Youth activists held a silent protest Nov. 13 during a meeting of the United Nations Committee Against Torture in Geneva, reports the Straits Times.
Members of Chicago’s We Charge Genocide raised their fists in unison and displayed photos of victims of police brutality while the U.S. government’s delegation responded to charges of police brutality before the committee. One victim, Dominique “Damo” Franklin—a 23-year-old who died while in a coma after Chicago police used a stun gun on him—was memorialized on their shirts, which read, “The Chicago Police Dept. killed Dominique Franklin.” Shortly after, other members of nongovernmental organizations followed suit.
This silent protest was the second show of unity by We Charge Genocide after the group’s members were faced with what they believed to be disingenuous responses by U.S. government officials concerning police brutality.
On Nov. 12, members of WGC testified against police brutality and charged the Chicago police with systemic discrimination, according to Vice News. The group’s report, “Police Violence Against Chicago’s Youth of Color,” found that while black people make up 32.3 percent of the city’s population, they accounted for roughly 75 percent of police shooting victims from 2009 to 2013.
“In Chicago the police are a source of violence and are completely unaccountable. Only 19 out of 10,000 complaints filed against highest-offending officers were met with meaningful penalties,” said WGC member Asha Rosa.
Members of the group walked out of the meeting after U.S. officials dismissed the group’s claim “that there is no real mechanism for pointing to the police as a source of violence or for accountability.”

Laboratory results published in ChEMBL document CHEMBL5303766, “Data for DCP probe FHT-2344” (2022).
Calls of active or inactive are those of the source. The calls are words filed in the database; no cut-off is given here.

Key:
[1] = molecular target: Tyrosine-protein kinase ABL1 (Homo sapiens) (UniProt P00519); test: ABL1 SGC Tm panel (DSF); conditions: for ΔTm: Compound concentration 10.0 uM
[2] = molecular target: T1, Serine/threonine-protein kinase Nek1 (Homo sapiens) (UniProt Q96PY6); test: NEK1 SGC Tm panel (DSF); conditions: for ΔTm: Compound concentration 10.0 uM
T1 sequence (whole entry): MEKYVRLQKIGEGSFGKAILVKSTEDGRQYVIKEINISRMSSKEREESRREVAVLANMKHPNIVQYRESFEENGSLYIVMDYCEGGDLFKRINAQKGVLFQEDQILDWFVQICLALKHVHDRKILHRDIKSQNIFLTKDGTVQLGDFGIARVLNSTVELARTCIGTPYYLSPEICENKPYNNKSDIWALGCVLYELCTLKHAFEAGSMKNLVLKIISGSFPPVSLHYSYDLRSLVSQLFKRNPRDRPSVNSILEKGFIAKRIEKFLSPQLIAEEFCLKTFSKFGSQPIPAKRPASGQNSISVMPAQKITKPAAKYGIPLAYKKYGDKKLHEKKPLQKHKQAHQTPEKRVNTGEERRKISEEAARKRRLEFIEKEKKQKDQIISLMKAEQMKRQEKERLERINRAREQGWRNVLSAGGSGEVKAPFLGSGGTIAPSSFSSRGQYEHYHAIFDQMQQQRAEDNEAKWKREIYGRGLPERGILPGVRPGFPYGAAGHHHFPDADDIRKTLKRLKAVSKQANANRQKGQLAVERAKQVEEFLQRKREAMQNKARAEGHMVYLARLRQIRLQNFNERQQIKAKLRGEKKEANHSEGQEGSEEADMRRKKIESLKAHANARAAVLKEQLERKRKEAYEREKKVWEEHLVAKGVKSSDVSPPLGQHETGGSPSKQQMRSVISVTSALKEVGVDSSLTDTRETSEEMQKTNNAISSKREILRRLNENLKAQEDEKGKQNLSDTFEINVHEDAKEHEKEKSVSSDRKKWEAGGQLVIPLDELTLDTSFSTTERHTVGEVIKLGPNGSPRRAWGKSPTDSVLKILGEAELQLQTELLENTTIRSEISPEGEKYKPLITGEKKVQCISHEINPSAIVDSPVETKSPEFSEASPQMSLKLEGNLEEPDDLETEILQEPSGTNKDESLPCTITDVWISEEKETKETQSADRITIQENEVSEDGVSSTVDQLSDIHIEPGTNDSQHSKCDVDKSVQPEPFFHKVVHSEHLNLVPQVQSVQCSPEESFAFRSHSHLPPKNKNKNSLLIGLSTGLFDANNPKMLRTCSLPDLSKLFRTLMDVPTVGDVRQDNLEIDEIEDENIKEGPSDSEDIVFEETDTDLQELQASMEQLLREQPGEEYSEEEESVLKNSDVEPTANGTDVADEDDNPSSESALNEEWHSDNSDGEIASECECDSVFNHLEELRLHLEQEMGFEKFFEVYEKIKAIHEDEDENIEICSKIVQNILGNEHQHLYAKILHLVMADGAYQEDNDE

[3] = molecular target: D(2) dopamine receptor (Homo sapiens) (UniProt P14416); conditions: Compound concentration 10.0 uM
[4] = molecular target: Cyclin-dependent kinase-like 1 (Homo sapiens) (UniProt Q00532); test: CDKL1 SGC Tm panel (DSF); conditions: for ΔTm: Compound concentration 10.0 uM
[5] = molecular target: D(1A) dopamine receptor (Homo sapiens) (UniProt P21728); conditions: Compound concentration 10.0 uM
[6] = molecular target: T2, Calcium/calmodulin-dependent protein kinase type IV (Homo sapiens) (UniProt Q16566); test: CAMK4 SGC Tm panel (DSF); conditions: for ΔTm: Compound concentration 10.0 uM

In a statement, the group discussed their decision to walk out: “We were insulted by their suggestion that 330 police in the past five years being prosecuted could even begin to rectify the violence Black and Brown communities experience at the hands of the police and the state, considering that there were 300+ taserings by the police in Chicago alone in one year. … [w]e were not accepting any apologies or any excuses."
We Charge Genocide was not the only delegation to testify against police abuse in the United States. Members of Ferguson to Geneva—which included attorney Daryl Parks and the parents of Michael Brown, who was shot and killed by Officer Darren Wilson in August in Ferguson, Mo.—testified before the committee on Tuesday. Brown’s father, Michael Brown Sr., said this regarding the death of his son: “What you decide here may save lives. No father wants to see his child dead in the streets. … I would like to see the United States make a commitment to address racial discrimination in a comprehensive and coordinated manner.”
“What Officer Darren Wilson did to my son should be considered torture,” Brown Sr. said to the media in a call on Wednesday.
Leslie McSpadden, Michael Brown’s mother, said during the same call: “I hope this trip brings the eyes of everyone to let them know what really goes on in small-town Ferguson. We really need the help, we don’t have any trust in the local authorities and that’s the big reason why we are here in the U.N.”
It is believed that the grand jury decision on whether to indict Wilson will be announced on Monday, Nov. 17.
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